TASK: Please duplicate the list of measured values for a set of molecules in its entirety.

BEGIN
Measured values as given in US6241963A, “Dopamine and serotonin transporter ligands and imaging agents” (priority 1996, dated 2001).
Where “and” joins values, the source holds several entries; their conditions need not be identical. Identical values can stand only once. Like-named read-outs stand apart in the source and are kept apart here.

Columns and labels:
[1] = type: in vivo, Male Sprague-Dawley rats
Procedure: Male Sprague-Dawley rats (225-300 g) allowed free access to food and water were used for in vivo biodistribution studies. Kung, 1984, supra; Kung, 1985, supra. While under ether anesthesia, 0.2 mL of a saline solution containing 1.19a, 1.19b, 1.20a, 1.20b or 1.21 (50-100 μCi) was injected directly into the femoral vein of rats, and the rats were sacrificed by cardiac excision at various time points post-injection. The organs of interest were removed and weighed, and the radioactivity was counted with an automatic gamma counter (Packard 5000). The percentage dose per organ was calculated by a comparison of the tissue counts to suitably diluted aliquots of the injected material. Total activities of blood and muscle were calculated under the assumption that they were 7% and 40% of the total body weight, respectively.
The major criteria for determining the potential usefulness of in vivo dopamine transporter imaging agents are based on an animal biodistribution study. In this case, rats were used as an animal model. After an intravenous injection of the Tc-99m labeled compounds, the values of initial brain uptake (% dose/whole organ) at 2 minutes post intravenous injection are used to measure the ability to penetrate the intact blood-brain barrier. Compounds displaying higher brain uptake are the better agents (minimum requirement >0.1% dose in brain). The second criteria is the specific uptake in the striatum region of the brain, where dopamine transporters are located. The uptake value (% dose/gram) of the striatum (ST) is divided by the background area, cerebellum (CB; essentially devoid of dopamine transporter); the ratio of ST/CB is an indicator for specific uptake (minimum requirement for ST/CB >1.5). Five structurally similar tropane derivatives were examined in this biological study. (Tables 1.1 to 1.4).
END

Measured values as given in US6241963A, “Dopamine and serotonin transporter ligands and imaging agents” (priority 1996, dated 2001).
Where “and” joins values, the source holds several entries; their conditions need not be identical. Identical values can stand only once. Like-named read-outs stand apart in the source and are kept apart here.

Columns and labels:
[1] = type: in vivo, Male Sprague-Dawley rats
Procedure: Male Sprague-Dawley rats (225-300 g) allowed free access to food and water were used for in vivo biodistribution studies. Kung, 1984, supra; Kung, 1985, supra. While under ether anesthesia, 0.2 mL of a saline solution containing 1.19a, 1.19b, 1.20a, 1.20b or 1.21 (50-100 μCi) was injected directly into the femoral vein of rats, and the rats were sacrificed by cardiac excision at various time points post-injection. The organs of interest were removed and weighed, and the radioactivity was counted with an automatic gamma counter (Packard 5000). The percentage dose per organ was calculated by a comparison of the tissue counts to suitably diluted aliquots of the injected material. Total activities of blood and muscle were calculated under the assumption that they were 7% and 40% of the total body weight, respectively.
The major criteria for determining the potential usefulness of in vivo dopamine transporter imaging agents are based on an animal biodistribution study. In this case, rats were used as an animal model. After an intravenous injection of the Tc-99m labeled compounds, the values of initial brain uptake (% dose/whole organ) at 2 minutes post intravenous injection are used to measure the ability to penetrate the intact blood-brain barrier. Compounds displaying higher brain uptake are the better agents (minimum requirement >0.1% dose in brain). The second criteria is the specific uptake in the striatum region of the brain, where dopamine transporters are located. The uptake value (% dose/gram) of the striatum (ST) is divided by the background area, cerebellum (CB; essentially devoid of dopamine transporter); the ratio of ST/CB is an indicator for specific uptake (minimum requirement for ST/CB >1.5). Five structurally similar tropane derivatives were examined in this biological study. (Tables 1.1 to 1.4).